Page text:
Though everyone has a favourite way of starting songs, I think it’s fair to say that most people will use many different processes, depending on what musical idea pops into their head at the start of a session. Some typical ways of starting:
- Setting up a percussion loop and improvise over it, using the mood of that loop to help define the kind of chords and rhythms.
- Starting with the chords, and then applying a rhythm to see what comes of it.
- Thinking of a bit of a melodic shape that sounds really interesting, and then through improvisation slowly expand on the idea and flesh out a more complete song.
All of those ideas have one thing in common: the lack of an initial meaning to what’s being created. In other words, it’s possible to start the songwriting process without actually knowing that the song is about.
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I’m mentioning this because many songwriters get stuck at an initial “I-don’t-know-what-to-write-about” stage. But I want to propose that it’s actually possible to get quite far into the songwriting process before you must make that decision.
Musical Meaning and Early Rock and Roll
“Travelin’ Man” (Jerry Fuller, sung by Ricky Nelson), is a song where the singer travels all over the world with the proverbial “girl in every port.” But try this experiment: try to imagine the song without a lyric at all, and now try to imagine that it’s a song about:
- going to the local dance, and seeing all your friends there;
- breaking up with your lover, and moving on;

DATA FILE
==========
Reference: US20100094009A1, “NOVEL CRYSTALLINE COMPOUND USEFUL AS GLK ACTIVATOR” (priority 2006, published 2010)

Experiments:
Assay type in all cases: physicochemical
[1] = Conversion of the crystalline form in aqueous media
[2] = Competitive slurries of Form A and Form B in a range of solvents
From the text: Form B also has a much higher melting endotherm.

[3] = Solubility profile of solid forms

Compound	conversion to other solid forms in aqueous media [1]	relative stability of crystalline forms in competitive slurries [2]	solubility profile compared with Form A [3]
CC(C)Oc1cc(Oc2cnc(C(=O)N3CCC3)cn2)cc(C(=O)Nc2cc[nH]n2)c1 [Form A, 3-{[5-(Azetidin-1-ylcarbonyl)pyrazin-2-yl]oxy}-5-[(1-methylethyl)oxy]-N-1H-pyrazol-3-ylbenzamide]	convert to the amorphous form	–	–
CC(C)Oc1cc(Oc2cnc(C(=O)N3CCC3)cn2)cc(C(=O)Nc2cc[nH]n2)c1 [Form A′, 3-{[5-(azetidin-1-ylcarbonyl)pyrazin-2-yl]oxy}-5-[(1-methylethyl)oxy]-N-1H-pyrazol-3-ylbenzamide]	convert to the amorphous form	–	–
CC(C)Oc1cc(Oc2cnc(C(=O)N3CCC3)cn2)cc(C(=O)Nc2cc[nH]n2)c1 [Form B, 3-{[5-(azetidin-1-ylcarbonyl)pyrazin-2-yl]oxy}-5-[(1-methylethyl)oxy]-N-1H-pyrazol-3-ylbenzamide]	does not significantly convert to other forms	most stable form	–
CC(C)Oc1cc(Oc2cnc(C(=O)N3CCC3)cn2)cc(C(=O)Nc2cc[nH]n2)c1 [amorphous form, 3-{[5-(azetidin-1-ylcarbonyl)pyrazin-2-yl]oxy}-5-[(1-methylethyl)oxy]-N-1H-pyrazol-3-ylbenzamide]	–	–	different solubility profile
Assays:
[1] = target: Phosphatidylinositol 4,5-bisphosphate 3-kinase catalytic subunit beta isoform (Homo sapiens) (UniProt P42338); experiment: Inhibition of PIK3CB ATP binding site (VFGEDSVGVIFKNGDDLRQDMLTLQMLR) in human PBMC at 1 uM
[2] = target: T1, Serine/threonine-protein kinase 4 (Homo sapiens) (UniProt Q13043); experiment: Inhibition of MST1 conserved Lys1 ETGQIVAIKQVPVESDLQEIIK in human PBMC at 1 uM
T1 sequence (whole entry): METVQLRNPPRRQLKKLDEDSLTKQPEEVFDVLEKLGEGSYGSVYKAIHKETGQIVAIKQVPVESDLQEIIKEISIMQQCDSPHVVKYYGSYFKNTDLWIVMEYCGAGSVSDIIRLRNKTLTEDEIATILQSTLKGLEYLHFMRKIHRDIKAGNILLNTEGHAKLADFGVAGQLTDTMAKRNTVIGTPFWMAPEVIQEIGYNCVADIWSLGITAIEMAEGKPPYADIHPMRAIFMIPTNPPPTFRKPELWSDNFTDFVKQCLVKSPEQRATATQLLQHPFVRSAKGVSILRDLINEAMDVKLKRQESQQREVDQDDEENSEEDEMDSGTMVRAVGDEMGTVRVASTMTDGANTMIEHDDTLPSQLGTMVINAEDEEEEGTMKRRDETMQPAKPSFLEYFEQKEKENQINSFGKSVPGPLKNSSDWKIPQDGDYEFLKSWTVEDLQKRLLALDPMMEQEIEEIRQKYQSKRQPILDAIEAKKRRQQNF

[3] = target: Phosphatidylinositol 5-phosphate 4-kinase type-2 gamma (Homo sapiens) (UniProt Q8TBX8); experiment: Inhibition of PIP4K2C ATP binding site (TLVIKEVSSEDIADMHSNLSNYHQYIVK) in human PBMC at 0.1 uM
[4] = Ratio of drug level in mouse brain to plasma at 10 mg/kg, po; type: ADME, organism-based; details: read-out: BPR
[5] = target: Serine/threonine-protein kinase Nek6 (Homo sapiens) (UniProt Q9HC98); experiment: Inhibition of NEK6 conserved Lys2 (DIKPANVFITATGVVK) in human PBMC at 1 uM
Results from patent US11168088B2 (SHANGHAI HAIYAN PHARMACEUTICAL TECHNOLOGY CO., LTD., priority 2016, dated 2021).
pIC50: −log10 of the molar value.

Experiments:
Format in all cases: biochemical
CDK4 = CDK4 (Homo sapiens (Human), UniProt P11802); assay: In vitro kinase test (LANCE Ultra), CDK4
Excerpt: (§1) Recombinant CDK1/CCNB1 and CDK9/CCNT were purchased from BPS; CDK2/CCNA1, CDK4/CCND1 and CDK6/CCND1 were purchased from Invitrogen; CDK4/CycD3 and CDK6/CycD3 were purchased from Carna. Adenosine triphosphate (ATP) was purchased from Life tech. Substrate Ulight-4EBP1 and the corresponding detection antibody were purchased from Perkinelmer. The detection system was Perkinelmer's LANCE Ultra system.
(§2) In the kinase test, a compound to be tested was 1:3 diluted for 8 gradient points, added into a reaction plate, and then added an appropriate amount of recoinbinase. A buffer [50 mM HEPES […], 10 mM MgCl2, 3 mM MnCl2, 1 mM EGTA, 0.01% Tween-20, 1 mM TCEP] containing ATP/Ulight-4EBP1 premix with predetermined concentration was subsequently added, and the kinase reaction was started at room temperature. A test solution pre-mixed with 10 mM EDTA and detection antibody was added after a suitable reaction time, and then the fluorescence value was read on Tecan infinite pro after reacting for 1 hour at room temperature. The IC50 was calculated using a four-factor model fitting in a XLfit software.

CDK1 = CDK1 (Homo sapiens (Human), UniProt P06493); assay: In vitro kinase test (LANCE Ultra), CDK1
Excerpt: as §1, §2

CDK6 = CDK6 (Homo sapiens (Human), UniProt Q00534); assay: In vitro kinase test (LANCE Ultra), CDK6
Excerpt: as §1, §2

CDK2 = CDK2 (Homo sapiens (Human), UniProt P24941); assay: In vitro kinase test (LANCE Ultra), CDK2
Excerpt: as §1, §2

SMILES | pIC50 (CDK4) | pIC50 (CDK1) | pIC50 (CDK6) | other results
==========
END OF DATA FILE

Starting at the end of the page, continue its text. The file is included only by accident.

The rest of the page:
- the need for world peace;
- a first date.
You see what I mean. Especially in the days of earlier rock and roll, meaning came from the lyric, and so a song’s meaning could be applied late in the process, even after a song was completed.
Later on, particularly starting with The Beatles, the music itself, quite apart from the lyric, offered a mood. So when you listen to “In My Life”, you pick up a sense of deep emotion and melancholy, quite apart from what’s offered by the lyric. The music is now helping to direct the meaning of the song, even before you consider the lyric.
Applying Musical Meaning
So what does this mean for the songwriter? In short, you can allow your songwriting process to help you decide what your song is going to be about. And therefore once you’ve got most of the music of your song worked out, you can then work out the lyric in a second stage of writing.
The benefit to working this way is that you’ll find the lyric will partner better with the musical meaning indicated by the musical choices you’ve made. You might find, for example, that the music sounds emotional or sad, and then you can direct your lyric choices to enhance that apparent musical meaning.
It’s up to you how far along in the songwriting process you get before you decide to work out a lyric. You might find that those beginning stages of writing will make it obvious what the mood of the song is going to be, and you can get started pretty much right away working out a lyric.
But it’s also very possible to get most of your song working as an instrumental, play it through a few times, and then work out your lyric as a final stage. Those kinds of decisions are really up to you.
But in any case, don’t let the absence of a topic or lyric keep you from getting your next song started. Let the music you improvise tell you what the song is going to be about.
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